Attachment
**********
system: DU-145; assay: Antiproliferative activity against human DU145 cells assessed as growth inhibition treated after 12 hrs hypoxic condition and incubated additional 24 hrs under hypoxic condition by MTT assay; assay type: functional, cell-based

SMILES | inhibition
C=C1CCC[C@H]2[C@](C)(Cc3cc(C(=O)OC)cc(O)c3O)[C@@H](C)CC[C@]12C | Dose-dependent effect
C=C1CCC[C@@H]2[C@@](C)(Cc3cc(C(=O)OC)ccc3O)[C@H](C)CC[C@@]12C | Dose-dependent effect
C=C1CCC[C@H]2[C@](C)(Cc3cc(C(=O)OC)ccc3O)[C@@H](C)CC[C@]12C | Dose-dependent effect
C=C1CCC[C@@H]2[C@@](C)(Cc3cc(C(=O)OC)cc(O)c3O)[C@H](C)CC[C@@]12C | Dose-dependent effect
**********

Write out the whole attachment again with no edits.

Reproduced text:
system: DU-145; assay: Antiproliferative activity against human DU145 cells assessed as growth inhibition treated after 12 hrs hypoxic condition and incubated additional 24 hrs under hypoxic condition by MTT assay; assay type: functional, cell-based

SMILES | inhibition
C=C1CCC[C@H]2[C@](C)(Cc3cc(C(=O)OC)cc(O)c3O)[C@@H](C)CC[C@]12C | Dose-dependent effect
C=C1CCC[C@@H]2[C@@](C)(Cc3cc(C(=O)OC)ccc3O)[C@H](C)CC[C@@]12C | Dose-dependent effect
C=C1CCC[C@H]2[C@](C)(Cc3cc(C(=O)OC)ccc3O)[C@@H](C)CC[C@]12C | Dose-dependent effect
C=C1CCC[C@@H]2[C@@](C)(Cc3cc(C(=O)OC)cc(O)c3O)[C@H](C)CC[C@@]12C | Dose-dependent effect